>computer and electronic products, where production advanced for the first time since last September – and by 1.22 percent. But now it’s contracted by 0.62 percent during the CCP Virus era, versus having grown by 2.95 percent as of last month’s release; and
>wood products, whose output rose for the second straight month after having slumped for most of the past year. Not so coincidentally, this losing streak paralleled the housing industry woes prompted by the Federal Reserve’s historically rapid interest rate hikes. The February 1.11 percent gain was the best since the 2.81 percent surge last February.
But the wood products industry is still 2.49 percent smaller than it was just before the pandemic’s arrival in force, versus the 2.56 percent calculable last month.
The biggest February maufacturing output losers were:
>textiles and products, which saw production sag by 2.11 percent, the biggest decrease since last June’s 3.44 percent. The fall-off depressed output in this small sector to 12.96 percent below its February, 2020 level, versus the 8.93 percent calculable last month;
>plastics and rubber products, whose production decrease of 1.82 percent was its seventh straight monthly loss, and dragged its output losses down to 5.62 percent below its immediate pre-pandemic levels versus the 4.33 percent calculable last month; and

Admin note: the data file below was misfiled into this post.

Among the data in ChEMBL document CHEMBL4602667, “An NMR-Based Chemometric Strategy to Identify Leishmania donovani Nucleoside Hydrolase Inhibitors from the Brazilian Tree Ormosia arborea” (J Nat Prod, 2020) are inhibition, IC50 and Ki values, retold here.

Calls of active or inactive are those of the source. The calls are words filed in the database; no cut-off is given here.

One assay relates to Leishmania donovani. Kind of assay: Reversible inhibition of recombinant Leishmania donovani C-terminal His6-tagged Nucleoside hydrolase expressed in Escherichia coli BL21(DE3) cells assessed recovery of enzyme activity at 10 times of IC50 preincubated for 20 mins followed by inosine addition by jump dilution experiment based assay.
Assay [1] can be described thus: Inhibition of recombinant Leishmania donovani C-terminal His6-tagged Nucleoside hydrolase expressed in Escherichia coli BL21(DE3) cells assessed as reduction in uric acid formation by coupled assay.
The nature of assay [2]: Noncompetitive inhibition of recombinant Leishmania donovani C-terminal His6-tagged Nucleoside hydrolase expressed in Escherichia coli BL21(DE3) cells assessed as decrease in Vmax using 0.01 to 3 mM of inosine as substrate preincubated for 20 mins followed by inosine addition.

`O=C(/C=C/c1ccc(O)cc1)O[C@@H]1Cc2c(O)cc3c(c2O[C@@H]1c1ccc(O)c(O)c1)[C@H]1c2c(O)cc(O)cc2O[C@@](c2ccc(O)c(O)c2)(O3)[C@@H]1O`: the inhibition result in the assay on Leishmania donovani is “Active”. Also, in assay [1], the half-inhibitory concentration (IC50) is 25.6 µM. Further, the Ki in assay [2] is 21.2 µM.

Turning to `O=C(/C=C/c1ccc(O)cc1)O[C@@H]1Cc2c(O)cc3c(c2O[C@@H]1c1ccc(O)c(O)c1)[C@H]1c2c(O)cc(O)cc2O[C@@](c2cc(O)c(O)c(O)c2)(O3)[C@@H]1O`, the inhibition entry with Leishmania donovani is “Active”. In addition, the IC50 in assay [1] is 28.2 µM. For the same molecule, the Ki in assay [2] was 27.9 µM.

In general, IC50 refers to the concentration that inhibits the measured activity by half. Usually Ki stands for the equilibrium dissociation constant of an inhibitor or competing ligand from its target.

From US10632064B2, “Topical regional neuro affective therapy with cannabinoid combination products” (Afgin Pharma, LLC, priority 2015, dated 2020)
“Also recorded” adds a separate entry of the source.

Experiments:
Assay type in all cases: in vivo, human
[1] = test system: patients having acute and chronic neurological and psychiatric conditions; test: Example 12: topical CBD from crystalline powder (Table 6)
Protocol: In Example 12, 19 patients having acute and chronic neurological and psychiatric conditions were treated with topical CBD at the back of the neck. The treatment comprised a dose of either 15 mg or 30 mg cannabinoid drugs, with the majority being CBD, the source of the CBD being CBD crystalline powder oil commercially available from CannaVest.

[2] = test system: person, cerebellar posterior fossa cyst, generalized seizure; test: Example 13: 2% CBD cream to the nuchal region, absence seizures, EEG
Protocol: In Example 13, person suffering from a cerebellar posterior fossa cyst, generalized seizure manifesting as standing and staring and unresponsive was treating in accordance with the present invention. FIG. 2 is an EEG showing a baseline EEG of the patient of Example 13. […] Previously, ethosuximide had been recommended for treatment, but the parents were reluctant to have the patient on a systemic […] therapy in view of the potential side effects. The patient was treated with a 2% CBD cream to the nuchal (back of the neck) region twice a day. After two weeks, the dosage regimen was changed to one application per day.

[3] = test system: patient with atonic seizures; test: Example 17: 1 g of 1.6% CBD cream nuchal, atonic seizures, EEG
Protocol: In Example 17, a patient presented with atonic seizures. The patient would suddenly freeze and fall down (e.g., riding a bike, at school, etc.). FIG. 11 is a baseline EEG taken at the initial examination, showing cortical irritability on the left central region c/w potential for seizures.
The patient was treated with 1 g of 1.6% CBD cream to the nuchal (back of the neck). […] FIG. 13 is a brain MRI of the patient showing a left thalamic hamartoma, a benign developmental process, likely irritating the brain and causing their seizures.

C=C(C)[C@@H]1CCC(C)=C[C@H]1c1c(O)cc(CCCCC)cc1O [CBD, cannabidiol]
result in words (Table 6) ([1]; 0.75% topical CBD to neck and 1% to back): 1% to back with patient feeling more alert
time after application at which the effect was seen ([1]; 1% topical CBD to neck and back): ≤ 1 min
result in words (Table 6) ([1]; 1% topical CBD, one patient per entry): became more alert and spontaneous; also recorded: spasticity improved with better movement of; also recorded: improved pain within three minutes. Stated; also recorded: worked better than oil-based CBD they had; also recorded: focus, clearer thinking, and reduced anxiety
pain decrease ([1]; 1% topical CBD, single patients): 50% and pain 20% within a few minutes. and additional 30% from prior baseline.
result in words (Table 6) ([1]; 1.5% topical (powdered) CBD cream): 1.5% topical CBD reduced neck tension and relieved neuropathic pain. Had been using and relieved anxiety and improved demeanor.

>miscellaneous non-durable goods, where output slipped by 1.52 percent, and pushed production down to 14.95 below its pre-pandemic level versus the 13.76 percent calculable last month.
Output also drooped in two sectors of continuing special importance to all of industry and the entire economy.
The story of CCP Virus era U.S.-based manufacturing has been in many respects a story of the automotive sector, and in February, vehicle and parts production dipped by 0.28 percent. This advance helped it draw to within 0.12 percent of its size in February, 2020, from the 1.61 percent shortfall calculable last month.
The diverse machinery industry, meanwhile, is crucial both to the rest of manufacturing and to the entire economy because its products are used so widely for retooling and modernization. So its growth indicates general manufacturing and overall business optimism, and vice versa.
Ordinarily, therefore, a moderately 0.40 percent monthly decline in machinery output would be moderately bearish, but the sector has been too volatile lately to be certain. The February decline followed a 3.42 percent burst that was the strongest since 5.12 percent pop of January, 2021. That’s a sign of a catch-up effect.